Canon 100mm F2.8L and 35mm F2.0L

The footage above was shot entirely handheld, using the Canon 100mm F2.8L and Canon 35mm F2.0 IS. These use Canon’s latest generation ultrasonic image stabiliser. The 35mm F2.0 IS is amazingly sharp wide open, as sharp as the new Sigma 35mm F1.4 DG at the same aperture. The Canon 100mm F2.8L is a macro lens first and foremost, how does it do for general purpose shooting? Unfortunately Canon chose not to optimise the manual focus ring for general purpose use. This is a REALLY big flaw on this lens and a major reason not to buy it unless you really need it for macro work. It has a tiny 8mm travel between 1m and infinity on the focus ring, with almost the entire 180 degrees of turn used for the macro focus range of 1m to 0.3m. Why not utilise at least part of the other 180 degrees for 1m to infinity?

The other drawback I found when shooting this video is that the 7D’s screen isn’t as visible in daylight as the 5D Mark III’s, but at least the 7D has a full 1080p HDMI output for monitoring and this should work fine with raw recording once they fix the live-view feed.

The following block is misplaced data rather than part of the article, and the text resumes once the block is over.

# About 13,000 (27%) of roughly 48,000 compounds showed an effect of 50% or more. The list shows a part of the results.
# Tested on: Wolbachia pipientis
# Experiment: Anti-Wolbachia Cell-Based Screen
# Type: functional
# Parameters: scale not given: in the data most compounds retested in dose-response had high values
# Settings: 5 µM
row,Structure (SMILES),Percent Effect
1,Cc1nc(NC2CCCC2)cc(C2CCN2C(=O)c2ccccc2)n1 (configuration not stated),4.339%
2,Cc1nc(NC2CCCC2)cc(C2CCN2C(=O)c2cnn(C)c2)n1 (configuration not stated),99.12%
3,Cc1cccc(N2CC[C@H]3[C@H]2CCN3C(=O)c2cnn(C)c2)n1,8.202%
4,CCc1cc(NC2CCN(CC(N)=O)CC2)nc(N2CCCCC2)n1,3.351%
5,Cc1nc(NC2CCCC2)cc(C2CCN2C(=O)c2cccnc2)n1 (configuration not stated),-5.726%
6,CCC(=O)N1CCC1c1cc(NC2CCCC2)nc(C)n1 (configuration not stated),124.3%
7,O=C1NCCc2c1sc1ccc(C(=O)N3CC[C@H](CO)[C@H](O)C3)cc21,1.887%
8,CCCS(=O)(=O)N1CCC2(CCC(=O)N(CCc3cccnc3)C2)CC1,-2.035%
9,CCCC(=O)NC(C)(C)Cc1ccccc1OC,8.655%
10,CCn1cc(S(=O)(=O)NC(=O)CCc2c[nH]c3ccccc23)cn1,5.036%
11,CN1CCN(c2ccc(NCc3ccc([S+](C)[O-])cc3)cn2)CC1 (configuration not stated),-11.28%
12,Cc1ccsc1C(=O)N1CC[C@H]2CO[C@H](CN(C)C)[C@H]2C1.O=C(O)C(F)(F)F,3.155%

If you have an EFS lens that is indispensable such as the Sigma 18-35mm F1.8, or if your budget doesn’t stretch to the 5D Mark II or 5D Mark III then the 7D could be a great choice for raw video once Magic Lantern develops the capability further. Just be sure to factor in the VAF-7D anti-aliasing filter from Mosaic Engineering as it’s essential on this camera.

Check out the new-look Magic Lantern website here